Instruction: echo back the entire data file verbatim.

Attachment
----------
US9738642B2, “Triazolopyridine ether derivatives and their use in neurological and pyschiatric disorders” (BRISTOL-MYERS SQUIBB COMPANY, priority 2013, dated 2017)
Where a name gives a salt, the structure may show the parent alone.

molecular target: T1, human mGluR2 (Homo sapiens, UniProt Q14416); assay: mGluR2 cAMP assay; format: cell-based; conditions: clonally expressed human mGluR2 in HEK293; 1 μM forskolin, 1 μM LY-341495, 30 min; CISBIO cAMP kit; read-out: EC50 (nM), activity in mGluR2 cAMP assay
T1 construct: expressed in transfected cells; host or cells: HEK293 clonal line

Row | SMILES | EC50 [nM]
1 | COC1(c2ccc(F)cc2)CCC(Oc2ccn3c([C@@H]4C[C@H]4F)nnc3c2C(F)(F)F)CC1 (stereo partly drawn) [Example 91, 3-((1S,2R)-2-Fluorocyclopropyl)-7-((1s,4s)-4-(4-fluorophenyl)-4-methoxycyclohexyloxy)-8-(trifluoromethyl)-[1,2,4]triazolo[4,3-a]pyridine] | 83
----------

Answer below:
US9738642B2, “Triazolopyridine ether derivatives and their use in neurological and pyschiatric disorders” (BRISTOL-MYERS SQUIBB COMPANY, priority 2013, dated 2017)
Where a name gives a salt, the structure may show the parent alone.

molecular target: T1, human mGluR2 (Homo sapiens, UniProt Q14416); assay: mGluR2 cAMP assay; format: cell-based; conditions: clonally expressed human mGluR2 in HEK293; 1 μM forskolin, 1 μM LY-341495, 30 min; CISBIO cAMP kit; read-out: EC50 (nM), activity in mGluR2 cAMP assay
T1 construct: expressed in transfected cells; host or cells: HEK293 clonal line

Row | SMILES | EC50 [nM]
1 | COC1(c2ccc(F)cc2)CCC(Oc2ccn3c([C@@H]4C[C@H]4F)nnc3c2C(F)(F)F)CC1 (stereo partly drawn) [Example 91, 3-((1S,2R)-2-Fluorocyclopropyl)-7-((1s,4s)-4-(4-fluorophenyl)-4-methoxycyclohexyloxy)-8-(trifluoromethyl)-[1,2,4]triazolo[4,3-a]pyridine] | 83